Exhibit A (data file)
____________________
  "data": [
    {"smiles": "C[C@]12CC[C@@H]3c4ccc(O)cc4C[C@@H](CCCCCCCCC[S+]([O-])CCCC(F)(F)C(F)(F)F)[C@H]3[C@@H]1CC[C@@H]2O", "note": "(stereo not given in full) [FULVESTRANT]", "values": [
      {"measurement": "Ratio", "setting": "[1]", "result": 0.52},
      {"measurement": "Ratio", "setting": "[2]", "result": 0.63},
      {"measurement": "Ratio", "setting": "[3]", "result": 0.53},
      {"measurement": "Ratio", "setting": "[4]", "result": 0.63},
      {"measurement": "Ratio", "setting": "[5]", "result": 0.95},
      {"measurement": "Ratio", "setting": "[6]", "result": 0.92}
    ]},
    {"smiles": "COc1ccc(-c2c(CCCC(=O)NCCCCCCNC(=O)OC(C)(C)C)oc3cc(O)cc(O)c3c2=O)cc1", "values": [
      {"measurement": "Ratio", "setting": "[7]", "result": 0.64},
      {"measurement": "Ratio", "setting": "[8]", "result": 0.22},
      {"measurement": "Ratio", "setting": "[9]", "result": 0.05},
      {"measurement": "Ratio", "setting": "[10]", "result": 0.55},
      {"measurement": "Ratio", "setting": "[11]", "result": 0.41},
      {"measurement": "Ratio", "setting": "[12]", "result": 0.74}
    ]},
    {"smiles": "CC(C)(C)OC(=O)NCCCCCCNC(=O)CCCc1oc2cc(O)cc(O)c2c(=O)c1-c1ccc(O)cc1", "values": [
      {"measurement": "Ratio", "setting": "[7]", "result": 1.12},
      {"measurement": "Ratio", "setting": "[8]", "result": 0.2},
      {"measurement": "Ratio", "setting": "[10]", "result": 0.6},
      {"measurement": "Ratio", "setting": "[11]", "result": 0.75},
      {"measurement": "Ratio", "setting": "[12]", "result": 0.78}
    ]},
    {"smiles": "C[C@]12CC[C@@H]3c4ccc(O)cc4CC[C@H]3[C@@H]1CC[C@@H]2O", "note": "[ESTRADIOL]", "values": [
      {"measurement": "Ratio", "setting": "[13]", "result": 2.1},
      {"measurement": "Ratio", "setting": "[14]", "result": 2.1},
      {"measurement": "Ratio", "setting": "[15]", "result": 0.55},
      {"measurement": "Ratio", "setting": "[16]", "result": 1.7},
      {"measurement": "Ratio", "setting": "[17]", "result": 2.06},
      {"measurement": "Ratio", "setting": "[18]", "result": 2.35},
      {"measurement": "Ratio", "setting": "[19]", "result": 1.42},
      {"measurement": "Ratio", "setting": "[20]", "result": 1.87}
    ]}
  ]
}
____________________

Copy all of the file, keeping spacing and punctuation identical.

  "data": [
    {"smiles": "C[C@]12CC[C@@H]3c4ccc(O)cc4C[C@@H](CCCCCCCCC[S+]([O-])CCCC(F)(F)C(F)(F)F)[C@H]3[C@@H]1CC[C@@H]2O", "note": "(stereo not given in full) [FULVESTRANT]", "values": [
      {"measurement": "Ratio", "setting": "[1]", "result": 0.52},
      {"measurement": "Ratio", "setting": "[2]", "result": 0.63},
      {"measurement": "Ratio", "setting": "[3]", "result": 0.53},
      {"measurement": "Ratio", "setting": "[4]", "result": 0.63},
      {"measurement": "Ratio", "setting": "[5]", "result": 0.95},
      {"measurement": "Ratio", "setting": "[6]", "result": 0.92}
    ]},
    {"smiles": "COc1ccc(-c2c(CCCC(=O)NCCCCCCNC(=O)OC(C)(C)C)oc3cc(O)cc(O)c3c2=O)cc1", "values": [
      {"measurement": "Ratio", "setting": "[7]", "result": 0.64},
      {"measurement": "Ratio", "setting": "[8]", "result": 0.22},
      {"measurement": "Ratio", "setting": "[9]", "result": 0.05},
      {"measurement": "Ratio", "setting": "[10]", "result": 0.55},
      {"measurement": "Ratio", "setting": "[11]", "result": 0.41},
      {"measurement": "Ratio", "setting": "[12]", "result": 0.74}
    ]},
    {"smiles": "CC(C)(C)OC(=O)NCCCCCCNC(=O)CCCc1oc2cc(O)cc(O)c2c(=O)c1-c1ccc(O)cc1", "values": [
      {"measurement": "Ratio", "setting": "[7]", "result": 1.12},
      {"measurement": "Ratio", "setting": "[8]", "result": 0.2},
      {"measurement": "Ratio", "setting": "[10]", "result": 0.6},
      {"measurement": "Ratio", "setting": "[11]", "result": 0.75},
      {"measurement": "Ratio", "setting": "[12]", "result": 0.78}
    ]},
    {"smiles": "C[C@]12CC[C@@H]3c4ccc(O)cc4CC[C@H]3[C@@H]1CC[C@@H]2O", "note": "[ESTRADIOL]", "values": [
      {"measurement": "Ratio", "setting": "[13]", "result": 2.1},
      {"measurement": "Ratio", "setting": "[14]", "result": 2.1},
      {"measurement": "Ratio", "setting": "[15]", "result": 0.55},
      {"measurement": "Ratio", "setting": "[16]", "result": 1.7},
      {"measurement": "Ratio", "setting": "[17]", "result": 2.06},
      {"measurement": "Ratio", "setting": "[18]", "result": 2.35},
      {"measurement": "Ratio", "setting": "[19]", "result": 1.42},
      {"measurement": "Ratio", "setting": "[20]", "result": 1.87}
    ]}
  ]
}